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Results 1 to 6 of 6
  1. Default Controlling high pH


    0 Not allowed!
    Hello!
    I'm new here but I've been stalking this forum for resources for a while.

    I have some issues with high pH in my tank, and I worry it may be impacting the health of my fish.
    I have a heavily planted five gallon with a betta, oto cats, and some snails. Over winter break I was gone for a week and my boyfriend was stopping in to take care of my fish and when I returned I noticed a small tear in his anal fin and the lower lobe (double tail betta) of his tail, they have started to regrow but a few days ago I noticed tears in his caudal fin and top lobe of his tail, as well as some curling around the edges of his anal fin, possibly mild fin rot? I have read that high pH can make it worse.

    I just tested (API Freshwater master test kit) the pH today and it is currently at about 8.6, kH of 15 dKH. My containers of tap water, after sitting for several days, have a pH of 8.0 and a kH around 12. I would like to lower the pH of my tank, but avoid chemicals because they don't really do much in the long run. I work in the animal labs on campus and am fish lead there and all of our tanks had a problem of very high kH (>20 at times, highest was probably 26 or so) and pH (>8.6 at all times). We have switched to using a combination of RO and tap water to help control this, but it can still be difficult.
    What would you suggest to help fix this? I can take RO water from my work, or go to the chemistry and biology labs on campus to get RO/DI water, but if there is a way to lower the pH without that, or to make RO/DI water in my room, that would be wonderful.

    Thank you for your help!

  2. #2

    Default


    1 Not allowed!
    Its tough to adjust pH, because when you do a water change you will cause a pH swing which is worse than consistent high pH

    Few things you can try, make sure you have an inert substrate, try lots of driftwood. You could also use peat moss in the filter... but you need to be careful because again, the effects aren't permanent.

    For pH adjusting options this is what I'm aware of:
    Driftwood
    Peat Moss
    Alder Cones
    Indian Almond Leaves
    CO2 controlled with a pH controller

  3. #3

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    Default


    0 Not allowed!
    With a high dKH it might be hard to adjust your pH. I think the mixture of tap and RO/DI water is your best bet. If you want your own unit, you can price them here - http://spectrapure.com/AQUARIUM/RO-DI-SYSTEMS. You want a unit suitable for aquariums.

    What is your dGH and what pH are you trying to achieve?
    Last edited by gronlaura; 02-24-2014 at 10:13 PM.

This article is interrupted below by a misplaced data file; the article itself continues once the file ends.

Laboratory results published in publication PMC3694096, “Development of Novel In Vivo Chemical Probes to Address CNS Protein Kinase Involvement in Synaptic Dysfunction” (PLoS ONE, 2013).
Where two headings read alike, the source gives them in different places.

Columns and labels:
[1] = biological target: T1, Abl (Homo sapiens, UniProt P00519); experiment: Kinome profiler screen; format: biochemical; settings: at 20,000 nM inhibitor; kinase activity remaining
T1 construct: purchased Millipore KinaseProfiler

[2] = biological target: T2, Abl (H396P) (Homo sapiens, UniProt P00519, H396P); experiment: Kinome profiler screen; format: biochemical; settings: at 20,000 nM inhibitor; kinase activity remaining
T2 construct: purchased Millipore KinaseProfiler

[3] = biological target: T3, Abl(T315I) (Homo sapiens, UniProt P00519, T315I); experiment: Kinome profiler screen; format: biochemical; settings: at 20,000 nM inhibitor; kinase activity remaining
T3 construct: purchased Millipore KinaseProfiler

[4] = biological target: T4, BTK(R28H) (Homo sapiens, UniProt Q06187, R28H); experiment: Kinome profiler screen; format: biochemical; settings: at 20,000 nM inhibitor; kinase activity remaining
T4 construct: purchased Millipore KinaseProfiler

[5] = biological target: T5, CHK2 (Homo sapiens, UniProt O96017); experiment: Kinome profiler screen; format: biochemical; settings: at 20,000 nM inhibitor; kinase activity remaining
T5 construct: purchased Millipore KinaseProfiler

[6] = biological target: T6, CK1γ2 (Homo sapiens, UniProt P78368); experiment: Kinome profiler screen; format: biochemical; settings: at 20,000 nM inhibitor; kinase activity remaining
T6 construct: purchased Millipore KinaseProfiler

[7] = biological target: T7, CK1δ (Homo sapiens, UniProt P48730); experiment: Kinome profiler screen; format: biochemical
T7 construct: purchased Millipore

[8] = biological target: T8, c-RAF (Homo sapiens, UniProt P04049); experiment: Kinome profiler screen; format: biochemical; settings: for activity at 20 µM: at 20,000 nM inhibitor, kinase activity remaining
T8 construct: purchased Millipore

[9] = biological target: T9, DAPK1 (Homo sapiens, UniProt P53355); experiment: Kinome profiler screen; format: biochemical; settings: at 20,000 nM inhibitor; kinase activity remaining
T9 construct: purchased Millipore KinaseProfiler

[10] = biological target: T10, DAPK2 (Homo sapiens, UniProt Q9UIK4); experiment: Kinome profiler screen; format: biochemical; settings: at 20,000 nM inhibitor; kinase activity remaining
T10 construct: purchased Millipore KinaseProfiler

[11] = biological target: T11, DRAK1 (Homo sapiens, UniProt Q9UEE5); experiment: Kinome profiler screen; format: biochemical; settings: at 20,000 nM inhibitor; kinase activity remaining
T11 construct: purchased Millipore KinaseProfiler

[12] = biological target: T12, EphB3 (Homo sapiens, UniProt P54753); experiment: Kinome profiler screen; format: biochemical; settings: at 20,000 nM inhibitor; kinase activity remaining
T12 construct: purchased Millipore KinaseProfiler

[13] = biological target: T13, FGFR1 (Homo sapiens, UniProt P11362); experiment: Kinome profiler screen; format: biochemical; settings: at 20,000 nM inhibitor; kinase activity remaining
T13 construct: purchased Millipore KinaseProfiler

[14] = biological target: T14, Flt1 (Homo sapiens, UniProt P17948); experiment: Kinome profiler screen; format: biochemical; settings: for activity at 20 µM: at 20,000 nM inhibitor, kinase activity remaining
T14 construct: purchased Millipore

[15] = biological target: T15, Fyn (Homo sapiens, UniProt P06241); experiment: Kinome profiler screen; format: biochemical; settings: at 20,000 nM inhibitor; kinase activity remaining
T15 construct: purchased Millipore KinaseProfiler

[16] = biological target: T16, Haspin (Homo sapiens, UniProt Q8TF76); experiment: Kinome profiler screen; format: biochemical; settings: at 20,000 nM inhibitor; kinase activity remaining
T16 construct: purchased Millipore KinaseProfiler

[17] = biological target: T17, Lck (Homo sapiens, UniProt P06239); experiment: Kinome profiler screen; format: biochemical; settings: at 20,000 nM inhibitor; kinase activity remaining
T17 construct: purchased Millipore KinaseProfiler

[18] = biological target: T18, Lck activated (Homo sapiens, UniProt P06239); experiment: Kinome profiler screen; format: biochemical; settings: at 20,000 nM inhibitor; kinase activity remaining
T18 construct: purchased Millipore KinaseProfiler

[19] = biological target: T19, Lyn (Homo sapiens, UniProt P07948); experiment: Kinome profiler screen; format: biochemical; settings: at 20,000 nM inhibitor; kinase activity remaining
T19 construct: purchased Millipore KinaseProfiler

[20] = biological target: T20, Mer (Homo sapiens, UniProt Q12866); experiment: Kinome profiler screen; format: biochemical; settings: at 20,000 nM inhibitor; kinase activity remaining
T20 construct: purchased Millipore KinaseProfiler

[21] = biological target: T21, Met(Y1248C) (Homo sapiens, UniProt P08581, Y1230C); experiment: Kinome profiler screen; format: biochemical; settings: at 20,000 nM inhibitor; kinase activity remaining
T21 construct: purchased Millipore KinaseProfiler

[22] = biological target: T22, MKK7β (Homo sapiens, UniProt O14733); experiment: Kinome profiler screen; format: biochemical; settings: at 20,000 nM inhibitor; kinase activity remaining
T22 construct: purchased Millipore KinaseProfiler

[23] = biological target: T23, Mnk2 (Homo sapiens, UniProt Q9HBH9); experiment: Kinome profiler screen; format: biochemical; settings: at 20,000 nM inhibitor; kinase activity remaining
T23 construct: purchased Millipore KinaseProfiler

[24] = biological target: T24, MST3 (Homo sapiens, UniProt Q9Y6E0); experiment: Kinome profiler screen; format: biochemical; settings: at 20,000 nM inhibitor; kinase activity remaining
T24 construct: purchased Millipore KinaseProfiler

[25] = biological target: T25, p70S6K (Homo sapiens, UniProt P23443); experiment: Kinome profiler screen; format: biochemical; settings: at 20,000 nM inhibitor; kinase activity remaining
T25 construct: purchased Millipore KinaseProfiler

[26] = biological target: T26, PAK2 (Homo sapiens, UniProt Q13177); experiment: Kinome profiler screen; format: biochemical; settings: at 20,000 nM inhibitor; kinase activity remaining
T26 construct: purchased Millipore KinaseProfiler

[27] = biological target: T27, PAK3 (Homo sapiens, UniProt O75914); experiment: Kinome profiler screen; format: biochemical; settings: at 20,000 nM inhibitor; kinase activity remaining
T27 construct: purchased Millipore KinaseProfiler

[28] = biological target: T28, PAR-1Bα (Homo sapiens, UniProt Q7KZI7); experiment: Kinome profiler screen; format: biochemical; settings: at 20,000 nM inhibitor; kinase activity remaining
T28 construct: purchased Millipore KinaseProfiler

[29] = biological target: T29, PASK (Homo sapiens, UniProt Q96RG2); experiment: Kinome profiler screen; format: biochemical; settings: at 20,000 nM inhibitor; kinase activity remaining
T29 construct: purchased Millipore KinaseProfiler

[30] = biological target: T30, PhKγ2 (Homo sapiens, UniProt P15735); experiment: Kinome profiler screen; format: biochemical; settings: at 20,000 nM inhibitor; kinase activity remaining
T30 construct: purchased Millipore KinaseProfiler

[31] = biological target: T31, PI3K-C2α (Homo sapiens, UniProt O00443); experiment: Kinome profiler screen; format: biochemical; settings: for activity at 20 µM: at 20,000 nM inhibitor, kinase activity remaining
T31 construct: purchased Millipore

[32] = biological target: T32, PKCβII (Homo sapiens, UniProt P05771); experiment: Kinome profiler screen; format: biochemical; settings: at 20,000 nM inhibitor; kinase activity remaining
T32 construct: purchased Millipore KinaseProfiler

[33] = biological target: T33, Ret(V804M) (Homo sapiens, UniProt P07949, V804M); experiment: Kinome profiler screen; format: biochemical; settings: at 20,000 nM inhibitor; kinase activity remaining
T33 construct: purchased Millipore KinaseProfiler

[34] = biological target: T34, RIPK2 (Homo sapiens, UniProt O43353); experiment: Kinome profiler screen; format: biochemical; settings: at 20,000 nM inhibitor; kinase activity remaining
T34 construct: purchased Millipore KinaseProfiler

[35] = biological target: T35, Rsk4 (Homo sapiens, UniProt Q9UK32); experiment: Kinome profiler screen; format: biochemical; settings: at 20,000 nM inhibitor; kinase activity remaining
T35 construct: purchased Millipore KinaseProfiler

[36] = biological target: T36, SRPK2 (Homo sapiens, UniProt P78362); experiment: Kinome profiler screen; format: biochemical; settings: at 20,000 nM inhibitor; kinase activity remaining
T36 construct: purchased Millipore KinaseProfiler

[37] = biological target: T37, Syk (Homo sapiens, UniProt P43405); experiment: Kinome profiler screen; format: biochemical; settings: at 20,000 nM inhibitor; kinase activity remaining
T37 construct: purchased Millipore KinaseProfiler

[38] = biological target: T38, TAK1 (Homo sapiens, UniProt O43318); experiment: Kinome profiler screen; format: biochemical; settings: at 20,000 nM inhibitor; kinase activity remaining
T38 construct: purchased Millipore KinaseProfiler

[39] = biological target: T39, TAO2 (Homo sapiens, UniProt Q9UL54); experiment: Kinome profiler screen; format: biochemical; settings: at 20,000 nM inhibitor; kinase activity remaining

My 75 gal Journal & My Dual 29 gal Journal
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  4. #4

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    Default


    0 Not allowed!
    To be honest with you I really wouldn't worry too much about it. The fish will adjust to the higher ph as long as it remains somewhat consistent. Triton is spot on. You will end up causing more issues with large jumps in ph trying to control it. Not to mention the wasted money.

    I breed angels and just started with discus which are both stupid sensitive and the fry are even worse. My ph out of the tap is 8.4-8.6 on a good day and it's normally 8-8.2 in my tanks. The caresheets tell me I should be below 7. That's just not going to happen. The only thing I do is I have a fair size piece of driftwood in each of my tanks.

    As far as new fish, take your time acclimating them and use the drip method. Introduce them to the water very slowly (the slower the better) and you should be ok.
    Angel breeder wanna-be

  5. #5

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    Default


    1 Not allowed!
    RO water is your best bet. It is the easiest way to achieve and maintain the pH your fish need. You should be aware that the bacteria needed to keep your tank cycled needs the nutrients in water that the RO process removes, so I recommend a mixture of tap and RO to start. Also make changes very slowly. The change in GH caused by RO water will hurt the fish unless it is done very slowly with small water changes over the course of a couple weeks (or longer depending on how large a change in pH you need).
    When I go fishing I just place a sharp rock in the water and sit there waiting for all the dead fish to float to the top... Kingfisher
    Brutal honesty will be shown on this screen.
    I think my fish is adjusting well to the four gallon, He's laying on his side attempting to go to sleep on the bottom of the gravel.
    Tolerance is a great thing to have, so is the ability to shut up.

    I can explain it to you, but I can't understand it for you.


  6. Default


    0 Not allowed!
    Quote Originally Posted by Jaster View Post
    I really wouldn't worry too much about it. The fish will adjust to the higher ph as long as it remains somewhat consistent.*
    Agreed.

    -S

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